We want to get back to that time and I think lots of journalistic, then I understand that but that's not the world.

We live in that.

I can't imagine that we're going to go back to those times so the Challenger journalism has to work out how we fit into this new ecosystem and ensure.

I think we just have to be better.

We have to clean well.

What is the public interest that we're trying to serve with the Joneses why should people trust as hacker.

We make them trust us and how can we be really excellent in providing a guide to the world and the things that matter and that that's that sounds really basic and you might think well.

Why don't you just do that anyway that you should the Guardian corrections and clarifications, There's a readers' editor.

I know that you if you get something wrong that you're correct it that you know there's a kind of sense that you doing this in there for a cause for the greater good and how come how can you improve upon that well?

System I started at 1 at the Guardian because I was very conscious of the fallibility of journalism as a great quote that im always feeling out of biomedical David broder.

Who was at the Washington Post and his description of a newspaper walls and paraphrasing but it wasn't an incomplete inaccurate somewhat partial account of the events that we were able to produce but we will be back tomorrow with a better version and that's used to be like a good account of what journalism is trying to do journalism is not the truth.

It's not history.

It's not holy writ journalist working difficult circumstances sometimes dangerous circumstances of them with people trying to put us off this end.

I think we do pretty bloody well didn't in terms of producing that first draught of history, but I think we should be honest with readers and say that you don't believe this.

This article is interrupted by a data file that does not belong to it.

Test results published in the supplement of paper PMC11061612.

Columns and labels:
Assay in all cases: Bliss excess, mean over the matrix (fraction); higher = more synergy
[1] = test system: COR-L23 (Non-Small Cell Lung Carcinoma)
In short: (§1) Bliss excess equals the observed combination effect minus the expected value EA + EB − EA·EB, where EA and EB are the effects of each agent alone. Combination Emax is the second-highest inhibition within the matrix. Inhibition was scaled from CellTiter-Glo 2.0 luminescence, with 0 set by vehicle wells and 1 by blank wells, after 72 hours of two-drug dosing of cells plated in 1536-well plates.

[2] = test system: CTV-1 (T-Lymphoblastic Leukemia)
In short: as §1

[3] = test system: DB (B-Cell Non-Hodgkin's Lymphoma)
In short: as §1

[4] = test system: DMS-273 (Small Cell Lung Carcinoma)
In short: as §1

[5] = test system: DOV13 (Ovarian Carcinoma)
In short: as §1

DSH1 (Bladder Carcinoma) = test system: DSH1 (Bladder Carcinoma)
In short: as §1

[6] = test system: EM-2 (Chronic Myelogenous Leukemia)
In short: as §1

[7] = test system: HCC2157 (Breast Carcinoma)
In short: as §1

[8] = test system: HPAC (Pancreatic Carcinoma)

The truth and nothing but the truth and we will make mistakes and if we don't admit them in our own pages there going to be a splattered all over Twitter so let's be more modest St honest about what journalism is bad at the same time acknowledge that journalism at its best is a very good system form and guiding people to true facts, how optimistic are you there? I mean journalism seems to be under attack as never before the president is crying fake news on the time journalist Newsroom seem to be empty than ever before though if you were journalists in most national newspapers.

Do you think that the changes coming? I think all things are true at the moment? I really do so it is possible.

I can sit here and give you the very pessimistic speech about how the economic model of journalism is collapsing very few people want to pay for news people seeing the opting out of use I think there was a recent survey that showed 50% of people.

In Britain that are service I actually I'm I'm fed up with news like me with the spot going on there on the website it right, so there's a there's a gloomy version of events and then there's an optimistic person with such as well actually Twitter is the most amazing and democratic democratizing force and the involvement of millions of people is a healthy thing as society and when you look back on the day is in which a few rich men only printing presses and had a disproportionate influence on politics and science and international relations and wore that wasn't very healthy eyes are so I think all things are true at the moment and it's a mistake to fall into one narrative or another there seems to be different ways to innovate in terms of financing journalism as well.